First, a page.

Review of The Incredible Yet True Adventures of Alexander von Humboldt, by Volker Mehnert, illustrated by Claudia Lieb

The Incredible yet True Adventures of Alexander von Humboldt

The Greatest Inventor-Naturalist-Scientist-Explorer Who Ever Lived

by Volker Mehnert
illustrated by Claudia Lieb
translated by Becky L. Crook

The Experiment, New York, 2019. First published in Germany in 2018. 112 pages.
Review written April 30, 2020, from a library book

The format of this book seems odd, since the trim size is large like a picture book, but the print is small and at a higher level of understanding, so this is a book for upper elementary and middle school kids, but it looks like a picture book at first glance. When I realized it is the translation of a German book, that made more sense, as they probably have some different conventions. I think it might find more of an audience if it were the size of a chapter book, but I did appreciate the large paintings illustrating the travels of this explorer.

I was also surprised that I hadn’t heard of Alexander von Humboldt, when I’m told that he was a huge celebrity in the 19th century. The title claims he was the greatest Inventor-Naturalist-Scientist-Explorer who ever lived. Was he the only Inventor-Naturalist-Scientist-Explorer?

But the story of his life is indeed fascinating. Most of his fame came through one expedition through South America – but that one expedition lasted years. He was so full of curiosity, he’d keep on changing plans to see the next amazing thing. When he got near volcanoes, for example, he felt compelled to climb them and even go inside the crater where possible. He climbed most of the way up what were then thought to be the tallest mountains in the world without any modern climbing equipment.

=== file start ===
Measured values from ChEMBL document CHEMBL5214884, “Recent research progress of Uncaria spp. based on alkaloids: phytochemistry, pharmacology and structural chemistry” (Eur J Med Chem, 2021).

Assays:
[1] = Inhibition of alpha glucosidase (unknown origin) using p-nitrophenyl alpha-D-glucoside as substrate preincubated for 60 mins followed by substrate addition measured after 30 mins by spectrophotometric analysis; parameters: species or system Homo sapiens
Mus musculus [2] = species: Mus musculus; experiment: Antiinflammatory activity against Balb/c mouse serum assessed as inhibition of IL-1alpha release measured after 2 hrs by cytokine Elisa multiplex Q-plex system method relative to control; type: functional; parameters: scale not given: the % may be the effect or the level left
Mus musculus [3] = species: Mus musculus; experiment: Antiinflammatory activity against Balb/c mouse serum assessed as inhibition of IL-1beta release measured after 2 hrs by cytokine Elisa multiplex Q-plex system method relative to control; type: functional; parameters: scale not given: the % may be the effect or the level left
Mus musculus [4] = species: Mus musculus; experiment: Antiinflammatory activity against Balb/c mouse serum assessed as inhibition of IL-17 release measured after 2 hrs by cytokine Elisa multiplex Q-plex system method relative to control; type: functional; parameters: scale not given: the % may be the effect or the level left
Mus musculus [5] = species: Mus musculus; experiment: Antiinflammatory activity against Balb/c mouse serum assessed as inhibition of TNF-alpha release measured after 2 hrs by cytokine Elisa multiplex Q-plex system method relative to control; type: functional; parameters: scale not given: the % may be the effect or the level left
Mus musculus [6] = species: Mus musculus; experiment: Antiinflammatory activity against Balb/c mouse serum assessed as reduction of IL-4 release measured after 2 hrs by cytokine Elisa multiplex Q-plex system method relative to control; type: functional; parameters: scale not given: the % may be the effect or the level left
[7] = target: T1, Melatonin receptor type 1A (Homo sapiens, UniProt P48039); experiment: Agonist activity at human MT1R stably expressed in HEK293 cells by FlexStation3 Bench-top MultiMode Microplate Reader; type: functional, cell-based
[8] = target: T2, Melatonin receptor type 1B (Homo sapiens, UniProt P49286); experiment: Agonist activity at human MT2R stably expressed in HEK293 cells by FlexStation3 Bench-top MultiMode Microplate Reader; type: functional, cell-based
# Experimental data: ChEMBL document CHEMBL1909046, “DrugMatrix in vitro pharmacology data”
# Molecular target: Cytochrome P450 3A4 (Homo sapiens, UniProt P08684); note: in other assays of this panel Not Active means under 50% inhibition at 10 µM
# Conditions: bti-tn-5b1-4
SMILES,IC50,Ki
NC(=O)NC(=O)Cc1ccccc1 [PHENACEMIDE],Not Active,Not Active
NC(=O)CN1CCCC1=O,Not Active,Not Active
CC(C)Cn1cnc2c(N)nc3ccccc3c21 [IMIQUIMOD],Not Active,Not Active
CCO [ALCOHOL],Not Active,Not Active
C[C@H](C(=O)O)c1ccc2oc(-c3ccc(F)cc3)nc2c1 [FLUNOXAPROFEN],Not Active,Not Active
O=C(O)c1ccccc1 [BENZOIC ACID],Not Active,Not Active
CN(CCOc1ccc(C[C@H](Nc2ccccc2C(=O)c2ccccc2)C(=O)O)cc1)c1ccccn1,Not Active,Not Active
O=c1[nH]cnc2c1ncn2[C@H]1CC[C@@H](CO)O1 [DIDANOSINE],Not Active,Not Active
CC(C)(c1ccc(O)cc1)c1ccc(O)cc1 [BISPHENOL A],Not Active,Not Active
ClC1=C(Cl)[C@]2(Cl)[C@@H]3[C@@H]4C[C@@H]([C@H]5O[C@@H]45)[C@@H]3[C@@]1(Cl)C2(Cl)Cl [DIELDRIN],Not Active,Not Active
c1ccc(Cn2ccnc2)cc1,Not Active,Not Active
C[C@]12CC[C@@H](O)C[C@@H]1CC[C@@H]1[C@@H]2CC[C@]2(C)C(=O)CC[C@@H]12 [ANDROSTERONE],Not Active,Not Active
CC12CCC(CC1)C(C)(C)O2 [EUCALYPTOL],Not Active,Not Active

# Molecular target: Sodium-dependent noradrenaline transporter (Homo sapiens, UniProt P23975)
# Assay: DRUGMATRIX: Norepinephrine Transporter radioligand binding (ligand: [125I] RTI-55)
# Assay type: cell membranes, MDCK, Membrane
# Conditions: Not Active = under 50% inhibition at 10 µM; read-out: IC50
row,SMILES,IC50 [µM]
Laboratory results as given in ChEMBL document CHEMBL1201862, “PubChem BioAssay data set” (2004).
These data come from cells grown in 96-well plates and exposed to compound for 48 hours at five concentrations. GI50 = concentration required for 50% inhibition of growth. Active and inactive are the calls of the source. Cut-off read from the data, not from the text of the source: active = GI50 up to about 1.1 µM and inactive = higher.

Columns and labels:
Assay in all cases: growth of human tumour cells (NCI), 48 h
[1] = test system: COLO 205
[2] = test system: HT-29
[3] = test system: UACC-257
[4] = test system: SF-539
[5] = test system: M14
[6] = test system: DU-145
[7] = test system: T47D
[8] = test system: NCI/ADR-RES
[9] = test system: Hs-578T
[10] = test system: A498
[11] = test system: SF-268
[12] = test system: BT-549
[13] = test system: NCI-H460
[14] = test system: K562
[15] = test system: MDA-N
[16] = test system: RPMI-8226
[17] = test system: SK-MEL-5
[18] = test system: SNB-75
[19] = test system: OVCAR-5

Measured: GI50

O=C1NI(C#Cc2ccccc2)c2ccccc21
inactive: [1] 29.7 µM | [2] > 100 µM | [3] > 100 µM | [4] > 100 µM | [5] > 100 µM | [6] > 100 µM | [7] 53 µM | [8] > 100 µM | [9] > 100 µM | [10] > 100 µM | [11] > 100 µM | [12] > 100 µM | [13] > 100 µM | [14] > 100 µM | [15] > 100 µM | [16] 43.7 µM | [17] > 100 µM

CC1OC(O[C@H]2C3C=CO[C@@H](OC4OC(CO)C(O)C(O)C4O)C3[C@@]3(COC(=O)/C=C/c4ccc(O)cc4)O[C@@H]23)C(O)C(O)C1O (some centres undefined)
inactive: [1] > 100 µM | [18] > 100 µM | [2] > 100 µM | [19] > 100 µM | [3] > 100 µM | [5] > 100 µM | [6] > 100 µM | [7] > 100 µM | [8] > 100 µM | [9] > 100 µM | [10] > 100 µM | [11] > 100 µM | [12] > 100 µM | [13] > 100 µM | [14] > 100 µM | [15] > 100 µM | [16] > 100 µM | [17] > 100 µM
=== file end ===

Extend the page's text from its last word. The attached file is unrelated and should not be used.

Why haven’t I heard of this explorer before? He studied geology, botany, ocean currents, mining operations, and so much more. His lectures in Paris and Berlin after his travels attracted crowds and his books were bestsellers. I suspect part of the reason is that he was Prussian, and the books he wrote were written in German. So I’m glad this book got translated so I could read his story.

theexperimentpublishing.com

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Source: This review is based on a library book from Fairfax County Public Library.

Disclaimer: I am a professional librarian, but the views expressed are solely my own, and in no way represent the official views of my employer or of any committee or group of which I am part.

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